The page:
Legal Advice

The Legal Implications of Cyberbullying

The digital age has introduced many positive things into our lives. We now have the ability to connect instantaneously with loved ones around the world and access goods and services at the click of a button. However, along with these benefits, also comes a darker aspect. 

Technology can also be used to threaten, harass or intimidate another person, in a practice known as ‘cyberbullying’. With the rise of personal devices such as laptops and mobile phones, bullies can target their victims anywhere and at any time through text messages, social media, email, and other forms of digital communication. In this article, we will take a closer look at some of the activities that can constitute cyberbullying and the legal implications surrounding this topic.

Examples of Cyberbullying

Unfortunately, cyberbullying has become a growing problem across the country with the percentage of students who have reported being a target of cyberbullying increasing by 55% since 2015 and more than trebling since 2007. While cyberbullying can take many forms, it can be mainly categorized as follows:

  • Harassment: This involves sending offensive, hateful or rude messages to another person or group of people. This could be via email, text messages, social media platforms,  or online forums.
  • Impersonation: This is when someone creates fake accounts on digital platforms such as social media or email accounts, pretending to be someone else. This might be through hacking or cloning an individual’s account details and using their identity to deceive or harass others.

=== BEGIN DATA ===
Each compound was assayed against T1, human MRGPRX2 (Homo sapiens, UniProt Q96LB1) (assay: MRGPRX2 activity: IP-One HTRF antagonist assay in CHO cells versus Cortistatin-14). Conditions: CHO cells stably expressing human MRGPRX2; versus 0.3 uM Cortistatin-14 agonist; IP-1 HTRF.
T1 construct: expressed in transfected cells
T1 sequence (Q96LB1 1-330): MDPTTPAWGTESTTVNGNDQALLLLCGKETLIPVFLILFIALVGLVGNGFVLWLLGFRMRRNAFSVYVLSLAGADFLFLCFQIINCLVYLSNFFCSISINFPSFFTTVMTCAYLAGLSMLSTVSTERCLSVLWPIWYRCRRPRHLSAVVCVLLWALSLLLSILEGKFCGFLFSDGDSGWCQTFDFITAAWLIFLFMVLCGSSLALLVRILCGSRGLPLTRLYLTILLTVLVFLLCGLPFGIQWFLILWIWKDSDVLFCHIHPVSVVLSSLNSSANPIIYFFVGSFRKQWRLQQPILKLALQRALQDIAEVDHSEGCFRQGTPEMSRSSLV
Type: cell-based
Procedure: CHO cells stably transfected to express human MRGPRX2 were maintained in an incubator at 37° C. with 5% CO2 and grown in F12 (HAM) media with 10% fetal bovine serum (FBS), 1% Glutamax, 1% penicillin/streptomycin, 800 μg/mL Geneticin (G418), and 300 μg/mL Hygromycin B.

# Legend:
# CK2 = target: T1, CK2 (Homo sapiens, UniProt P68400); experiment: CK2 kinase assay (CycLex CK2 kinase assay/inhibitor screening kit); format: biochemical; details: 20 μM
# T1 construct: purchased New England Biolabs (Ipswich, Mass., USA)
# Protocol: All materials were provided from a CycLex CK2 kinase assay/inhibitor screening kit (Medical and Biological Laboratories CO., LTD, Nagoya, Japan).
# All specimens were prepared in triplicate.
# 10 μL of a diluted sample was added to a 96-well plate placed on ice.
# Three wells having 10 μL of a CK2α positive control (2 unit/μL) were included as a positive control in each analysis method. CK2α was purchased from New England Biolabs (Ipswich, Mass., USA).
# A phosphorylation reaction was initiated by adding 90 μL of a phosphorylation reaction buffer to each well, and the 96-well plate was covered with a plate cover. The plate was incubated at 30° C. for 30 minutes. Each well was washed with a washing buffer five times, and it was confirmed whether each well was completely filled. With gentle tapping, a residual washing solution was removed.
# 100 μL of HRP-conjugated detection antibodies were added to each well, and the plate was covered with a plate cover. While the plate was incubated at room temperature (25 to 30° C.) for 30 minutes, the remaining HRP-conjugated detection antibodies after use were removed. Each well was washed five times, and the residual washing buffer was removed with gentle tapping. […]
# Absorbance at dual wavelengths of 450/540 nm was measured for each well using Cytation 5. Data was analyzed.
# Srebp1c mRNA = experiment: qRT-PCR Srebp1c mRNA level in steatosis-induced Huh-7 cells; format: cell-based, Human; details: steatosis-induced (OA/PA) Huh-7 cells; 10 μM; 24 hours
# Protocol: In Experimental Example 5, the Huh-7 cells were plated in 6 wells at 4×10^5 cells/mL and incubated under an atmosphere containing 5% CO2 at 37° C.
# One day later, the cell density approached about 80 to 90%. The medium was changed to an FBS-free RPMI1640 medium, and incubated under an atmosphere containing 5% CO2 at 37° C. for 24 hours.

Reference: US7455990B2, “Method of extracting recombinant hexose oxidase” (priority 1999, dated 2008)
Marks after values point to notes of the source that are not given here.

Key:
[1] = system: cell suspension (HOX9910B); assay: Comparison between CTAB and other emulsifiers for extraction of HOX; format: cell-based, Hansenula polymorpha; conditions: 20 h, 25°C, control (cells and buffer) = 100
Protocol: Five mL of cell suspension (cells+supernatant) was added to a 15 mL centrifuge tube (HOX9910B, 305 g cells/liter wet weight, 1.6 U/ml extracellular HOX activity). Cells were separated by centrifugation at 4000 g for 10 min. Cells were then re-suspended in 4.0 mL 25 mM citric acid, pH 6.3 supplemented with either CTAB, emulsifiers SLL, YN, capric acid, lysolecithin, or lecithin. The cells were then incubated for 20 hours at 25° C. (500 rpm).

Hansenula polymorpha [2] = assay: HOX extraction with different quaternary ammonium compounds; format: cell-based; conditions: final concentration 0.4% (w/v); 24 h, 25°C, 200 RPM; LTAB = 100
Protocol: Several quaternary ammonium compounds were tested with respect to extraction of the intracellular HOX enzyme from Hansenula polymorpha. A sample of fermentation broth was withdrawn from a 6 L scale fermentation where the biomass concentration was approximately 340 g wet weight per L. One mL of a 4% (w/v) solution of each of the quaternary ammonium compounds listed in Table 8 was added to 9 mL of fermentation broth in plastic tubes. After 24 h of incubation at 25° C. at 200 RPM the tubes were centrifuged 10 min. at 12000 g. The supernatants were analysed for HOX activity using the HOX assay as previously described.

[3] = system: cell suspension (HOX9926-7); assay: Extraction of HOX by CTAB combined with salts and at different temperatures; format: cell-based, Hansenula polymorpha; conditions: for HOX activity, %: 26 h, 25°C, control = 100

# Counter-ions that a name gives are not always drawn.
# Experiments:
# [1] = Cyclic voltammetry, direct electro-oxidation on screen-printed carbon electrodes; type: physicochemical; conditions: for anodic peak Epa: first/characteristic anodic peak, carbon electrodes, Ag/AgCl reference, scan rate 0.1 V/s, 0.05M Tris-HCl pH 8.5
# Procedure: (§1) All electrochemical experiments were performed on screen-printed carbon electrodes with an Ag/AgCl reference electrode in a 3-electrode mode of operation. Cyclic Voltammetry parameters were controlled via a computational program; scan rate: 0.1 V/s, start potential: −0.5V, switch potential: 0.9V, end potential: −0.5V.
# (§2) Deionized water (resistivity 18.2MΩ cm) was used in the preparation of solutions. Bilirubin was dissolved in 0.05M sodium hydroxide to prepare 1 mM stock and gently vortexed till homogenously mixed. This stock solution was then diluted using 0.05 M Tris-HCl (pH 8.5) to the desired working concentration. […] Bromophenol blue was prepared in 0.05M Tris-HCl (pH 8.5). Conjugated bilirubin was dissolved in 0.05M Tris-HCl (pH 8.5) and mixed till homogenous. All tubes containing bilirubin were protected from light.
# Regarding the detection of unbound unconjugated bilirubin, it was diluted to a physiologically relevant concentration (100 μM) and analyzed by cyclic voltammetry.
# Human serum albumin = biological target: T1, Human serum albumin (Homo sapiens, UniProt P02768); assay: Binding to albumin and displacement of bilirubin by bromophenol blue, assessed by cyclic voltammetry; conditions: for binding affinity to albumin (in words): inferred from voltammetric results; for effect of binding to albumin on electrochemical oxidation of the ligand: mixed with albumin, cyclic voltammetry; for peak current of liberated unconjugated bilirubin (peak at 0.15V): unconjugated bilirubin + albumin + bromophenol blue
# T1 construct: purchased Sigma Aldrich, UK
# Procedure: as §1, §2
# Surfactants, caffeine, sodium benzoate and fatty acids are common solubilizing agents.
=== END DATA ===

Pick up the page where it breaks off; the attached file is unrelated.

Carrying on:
• Sharing private information: This refers to the sharing of private or sensitive information about another without their consent such as confidential emails or explicit videos or photographs of a person. This can include the sharing of sexually explicit or nude text messages, or ‘sexts,’ without the sender’s consent. You can learn more information on ‘is sexting a crime’ by visiting this site.

Legal Aspects of Cyberbullying 

The legal implications of cyberbullying can vary from state to state. While there is, as yet, no specific federal law that addresses cyberbullying in the U.S., such cases can be a civil or criminal law matter.

In civil cases, the victims of cyberbullying may be able to seek damages or other legal remedies through the civil courts. It may be possible for the victim to file a personal injury claim asserting that they have been injured or harmed by the defendant’s actions.

For instance, they may be seeking compensation for the emotional distress or psychological trauma they have suffered as a result of the defendant’s actions. They may also sue the defendant for defamation which is a civil wrong or tort. To be successful, the plaintiff would have to prove that the defendant published false statements about them that resulted in reputational damage.

In other cases, the victims of cyberbullying may be able to bring criminal charges against their perpetrators under existing criminal laws such as harassment, stalking, revenge porn laws, and hate crime laws. The penalties for cyberbullying will depend on whether a criminal or civil action is brought and the laws applicable in that state.

As the digital world continues to evolve, so too will the legal landscape relating to cyberbullying, ensuring victims are protected and justice is served.

Shafiq Ch

Shafiq Ch is SEO service provider and writer at NCVLE (New Citizens Viability Law Enforcement). He discusses SEO, guest posts, backlinks, and on-page content issues. He is helping lawyers to rank their sites on the top pages of SERPs.

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